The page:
• After a little while you should see a message "Done Compiling" towards the bottom of the IDE window. If you see "Error Compiling" then something has gone wrong, look at the message and try to guess what's happened - it may be one of the libraries is not in the right place.
  • To upload the sketch to the board, connect the HackCNC to a USB port and then press the Arrow icon (next to the tick icon) on the Arduino toolbar. Upload.png
  • If you get an error uploading the sketch, you may need to choose a different serial port (under Tools -> Serial Port.) On Linux, the serial port name will start with "/dev/ttyACM".
  • A few seconds after the firmware uploads you should see some messages coming up on the LCD panel. If you don't see any messages, it means there was either a problem uploading the sketch or a problem with the solder connections on the LCD panel.

The final message on the LCD should say "Waiting for LinuxCNC":


Time to set up LinuxCNC!

LinuxCNC Setup

You can either just use a prepared LinuxCNC USB stick, or install and configure it yourself on your computer.

Easy Way

If you get a LinuxCNC USB stick, as prepared by John, then you can boot into a pre-prepared LinuxCNC environment.

Installing on Ubuntu/Debian

To install LinuxCNC on an Ubuntu/Debian system, navigate to http://buildbot.linuxcnc.org/ and follow the steps to set up a new package source /etc/apt/sources.list.d/linuxcnc-buildbot.list

You want the v2.5 branch, simulation version, for your distro (ie v2.5_branch-sim).

If you're on Ubuntu 12.10 (Quantal), then the steps for Ubuntu 12.04 (precise) will work fine without any changes.

Follow the rest of the steps on that page to install the linuxcnc-sim package:

 sudo apt-get update
 sudo apt-get install linuxcnc-sim

Installing on other distributions

Unfortunately we haven't had time to do test installs on any distribution other than Ubuntu.


These instructions while aimed at ubuntu should give you an idea as to what dependencies linuxCNC has and should let you build it from source.


And there is some more information here http://wiki.linuxcnc.org/cgi-bin/wiki.pl?Installing_EMC2 - you want the 'simulation' version of the 2.5 branch, ignore anything about 'realtime' or kernel extensions.

Configuring LinuxCNC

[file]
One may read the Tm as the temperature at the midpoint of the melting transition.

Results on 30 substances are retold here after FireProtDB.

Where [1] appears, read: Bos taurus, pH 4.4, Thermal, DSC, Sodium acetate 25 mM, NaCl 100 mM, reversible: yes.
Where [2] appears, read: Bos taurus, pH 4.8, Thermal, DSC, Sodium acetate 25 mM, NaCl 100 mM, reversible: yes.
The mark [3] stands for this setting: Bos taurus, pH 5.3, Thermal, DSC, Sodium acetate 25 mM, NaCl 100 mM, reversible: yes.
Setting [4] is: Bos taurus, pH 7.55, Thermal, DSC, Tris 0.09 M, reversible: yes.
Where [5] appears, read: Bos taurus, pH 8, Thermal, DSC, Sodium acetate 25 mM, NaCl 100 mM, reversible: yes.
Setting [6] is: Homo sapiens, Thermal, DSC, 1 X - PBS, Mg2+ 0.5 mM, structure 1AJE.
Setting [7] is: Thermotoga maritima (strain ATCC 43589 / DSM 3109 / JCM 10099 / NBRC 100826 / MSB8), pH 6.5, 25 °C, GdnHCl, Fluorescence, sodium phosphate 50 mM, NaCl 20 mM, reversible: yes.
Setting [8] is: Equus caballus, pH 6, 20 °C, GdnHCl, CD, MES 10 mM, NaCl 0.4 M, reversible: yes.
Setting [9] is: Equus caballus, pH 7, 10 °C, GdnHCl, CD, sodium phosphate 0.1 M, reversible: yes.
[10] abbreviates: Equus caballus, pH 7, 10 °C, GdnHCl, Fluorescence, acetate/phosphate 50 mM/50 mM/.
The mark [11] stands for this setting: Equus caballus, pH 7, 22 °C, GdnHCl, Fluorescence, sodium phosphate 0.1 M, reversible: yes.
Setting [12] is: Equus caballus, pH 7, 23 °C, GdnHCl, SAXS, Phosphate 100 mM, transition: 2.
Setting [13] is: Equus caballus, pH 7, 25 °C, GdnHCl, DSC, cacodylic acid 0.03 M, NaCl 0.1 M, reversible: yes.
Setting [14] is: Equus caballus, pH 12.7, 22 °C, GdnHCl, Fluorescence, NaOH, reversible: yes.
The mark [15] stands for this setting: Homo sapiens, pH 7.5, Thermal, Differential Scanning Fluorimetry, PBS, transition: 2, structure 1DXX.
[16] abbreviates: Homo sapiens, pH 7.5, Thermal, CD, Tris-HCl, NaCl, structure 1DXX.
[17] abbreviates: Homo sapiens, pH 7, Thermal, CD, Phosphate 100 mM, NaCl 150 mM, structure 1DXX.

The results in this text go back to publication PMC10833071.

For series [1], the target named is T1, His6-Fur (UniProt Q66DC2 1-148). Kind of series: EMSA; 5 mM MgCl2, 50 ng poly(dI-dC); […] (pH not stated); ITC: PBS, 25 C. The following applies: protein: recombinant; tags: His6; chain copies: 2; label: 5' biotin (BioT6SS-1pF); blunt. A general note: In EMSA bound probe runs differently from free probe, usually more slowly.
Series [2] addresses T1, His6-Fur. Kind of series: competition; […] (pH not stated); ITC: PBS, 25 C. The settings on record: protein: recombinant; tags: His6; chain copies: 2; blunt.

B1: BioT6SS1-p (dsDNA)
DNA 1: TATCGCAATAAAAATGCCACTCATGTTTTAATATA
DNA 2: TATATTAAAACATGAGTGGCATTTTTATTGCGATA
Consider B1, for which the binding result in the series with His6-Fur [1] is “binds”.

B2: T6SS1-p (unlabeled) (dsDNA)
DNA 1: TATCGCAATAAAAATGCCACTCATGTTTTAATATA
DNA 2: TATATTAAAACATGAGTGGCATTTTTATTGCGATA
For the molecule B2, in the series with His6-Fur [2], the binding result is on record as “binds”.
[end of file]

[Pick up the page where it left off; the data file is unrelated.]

Your LinuxCNC installation needs some custom configuration to work with the HackCNC.

  • Open a terminal and create the linuxcnc config directories:
 mkdir -p ~/linuxcnc/configs/
  • Copy the 'Software/my-mill' directory into the configs directory you just created
 mv my-mill ~/linuxcnc/configs/
  • Did you have to use a different serial port to /dev/ttyACM0 when you uploaded your Arduino sketch to the HackCNC? If so, then edit the script ~linuxcnc/configs/my-mill/3axis_arduino and change the serial port name there as well (it will be same as you used in the Arduino IDE.)
  • Copy the 3axis_arduino script to /usr/bin and mark it executable. You can do this by running the following commands in a terminal:
 sudo cp ~/linuxcnc/configs/my-mill/3axis_arduino /usr/bin
 sudo chmod +x /usr/bin/3axis_arduino

NB: If you'd rather not copy this file to /usr/bin/, you can optionally edit the file linuxcnc/configs/my-mill/custom.hal and change the path to 3xaxis_arduino, near the top of that file.

Using LinuxCNC

  • Launch linuxcnc (you can just run 'linuxcnc' from a terminal.)
  • Choose the "my mill" configuration from the welcome screen that pops up:


  • To start jogging the stepper motors, first disable the E-Stop button (top-left on the toolbar) and then turn on the "machine power" (second to top-left on the toolbar, a virtual power button in our case.)


  • You can then use the jog controls to move the motors around.


  • Before the motors will move you'll need to have connected the 12v power, USB power isn't enough to drive them.